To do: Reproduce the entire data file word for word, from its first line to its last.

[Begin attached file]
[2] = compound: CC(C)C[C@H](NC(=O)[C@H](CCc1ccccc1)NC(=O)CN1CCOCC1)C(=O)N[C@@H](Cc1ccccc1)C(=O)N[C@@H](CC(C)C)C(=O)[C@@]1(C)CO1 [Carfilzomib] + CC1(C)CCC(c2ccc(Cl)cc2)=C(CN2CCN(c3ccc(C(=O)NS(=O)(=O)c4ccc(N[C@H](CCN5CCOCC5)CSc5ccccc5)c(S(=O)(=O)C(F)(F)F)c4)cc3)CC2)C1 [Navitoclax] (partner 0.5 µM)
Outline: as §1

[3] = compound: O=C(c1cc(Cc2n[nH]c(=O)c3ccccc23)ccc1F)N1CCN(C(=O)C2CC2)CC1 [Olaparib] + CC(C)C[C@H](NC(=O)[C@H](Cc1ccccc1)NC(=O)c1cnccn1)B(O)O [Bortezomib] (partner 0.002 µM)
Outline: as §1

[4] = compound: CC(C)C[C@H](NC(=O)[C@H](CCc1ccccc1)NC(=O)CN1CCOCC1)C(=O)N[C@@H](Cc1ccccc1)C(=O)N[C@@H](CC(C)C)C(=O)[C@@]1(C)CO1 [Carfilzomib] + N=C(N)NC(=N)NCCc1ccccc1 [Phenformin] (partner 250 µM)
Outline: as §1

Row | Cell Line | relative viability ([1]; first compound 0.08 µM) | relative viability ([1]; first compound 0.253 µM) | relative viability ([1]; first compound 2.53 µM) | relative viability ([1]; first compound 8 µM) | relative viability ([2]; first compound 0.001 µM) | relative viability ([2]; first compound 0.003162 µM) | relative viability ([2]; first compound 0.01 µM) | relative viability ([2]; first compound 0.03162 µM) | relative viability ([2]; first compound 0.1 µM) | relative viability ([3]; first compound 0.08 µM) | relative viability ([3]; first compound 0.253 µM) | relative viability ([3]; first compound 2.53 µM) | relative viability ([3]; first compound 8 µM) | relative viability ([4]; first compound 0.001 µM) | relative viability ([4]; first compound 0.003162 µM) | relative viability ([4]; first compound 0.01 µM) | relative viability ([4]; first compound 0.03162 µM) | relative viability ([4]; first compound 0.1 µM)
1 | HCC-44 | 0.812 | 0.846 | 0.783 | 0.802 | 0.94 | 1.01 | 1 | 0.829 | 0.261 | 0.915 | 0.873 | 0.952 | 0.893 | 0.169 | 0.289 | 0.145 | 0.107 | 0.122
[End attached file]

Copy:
[2] = compound: CC(C)C[C@H](NC(=O)[C@H](CCc1ccccc1)NC(=O)CN1CCOCC1)C(=O)N[C@@H](Cc1ccccc1)C(=O)N[C@@H](CC(C)C)C(=O)[C@@]1(C)CO1 [Carfilzomib] + CC1(C)CCC(c2ccc(Cl)cc2)=C(CN2CCN(c3ccc(C(=O)NS(=O)(=O)c4ccc(N[C@H](CCN5CCOCC5)CSc5ccccc5)c(S(=O)(=O)C(F)(F)F)c4)cc3)CC2)C1 [Navitoclax] (partner 0.5 µM)
Outline: as §1

[3] = compound: O=C(c1cc(Cc2n[nH]c(=O)c3ccccc23)ccc1F)N1CCN(C(=O)C2CC2)CC1 [Olaparib] + CC(C)C[C@H](NC(=O)[C@H](Cc1ccccc1)NC(=O)c1cnccn1)B(O)O [Bortezomib] (partner 0.002 µM)
Outline: as §1

[4] = compound: CC(C)C[C@H](NC(=O)[C@H](CCc1ccccc1)NC(=O)CN1CCOCC1)C(=O)N[C@@H](Cc1ccccc1)C(=O)N[C@@H](CC(C)C)C(=O)[C@@]1(C)CO1 [Carfilzomib] + N=C(N)NC(=N)NCCc1ccccc1 [Phenformin] (partner 250 µM)
Outline: as §1

Row | Cell Line | relative viability ([1]; first compound 0.08 µM) | relative viability ([1]; first compound 0.253 µM) | relative viability ([1]; first compound 2.53 µM) | relative viability ([1]; first compound 8 µM) | relative viability ([2]; first compound 0.001 µM) | relative viability ([2]; first compound 0.003162 µM) | relative viability ([2]; first compound 0.01 µM) | relative viability ([2]; first compound 0.03162 µM) | relative viability ([2]; first compound 0.1 µM) | relative viability ([3]; first compound 0.08 µM) | relative viability ([3]; first compound 0.253 µM) | relative viability ([3]; first compound 2.53 µM) | relative viability ([3]; first compound 8 µM) | relative viability ([4]; first compound 0.001 µM) | relative viability ([4]; first compound 0.003162 µM) | relative viability ([4]; first compound 0.01 µM) | relative viability ([4]; first compound 0.03162 µM) | relative viability ([4]; first compound 0.1 µM)
1 | HCC-44 | 0.812 | 0.846 | 0.783 | 0.802 | 0.94 | 1.01 | 1 | 0.829 | 0.261 | 0.915 | 0.873 | 0.952 | 0.893 | 0.169 | 0.289 | 0.145 | 0.107 | 0.122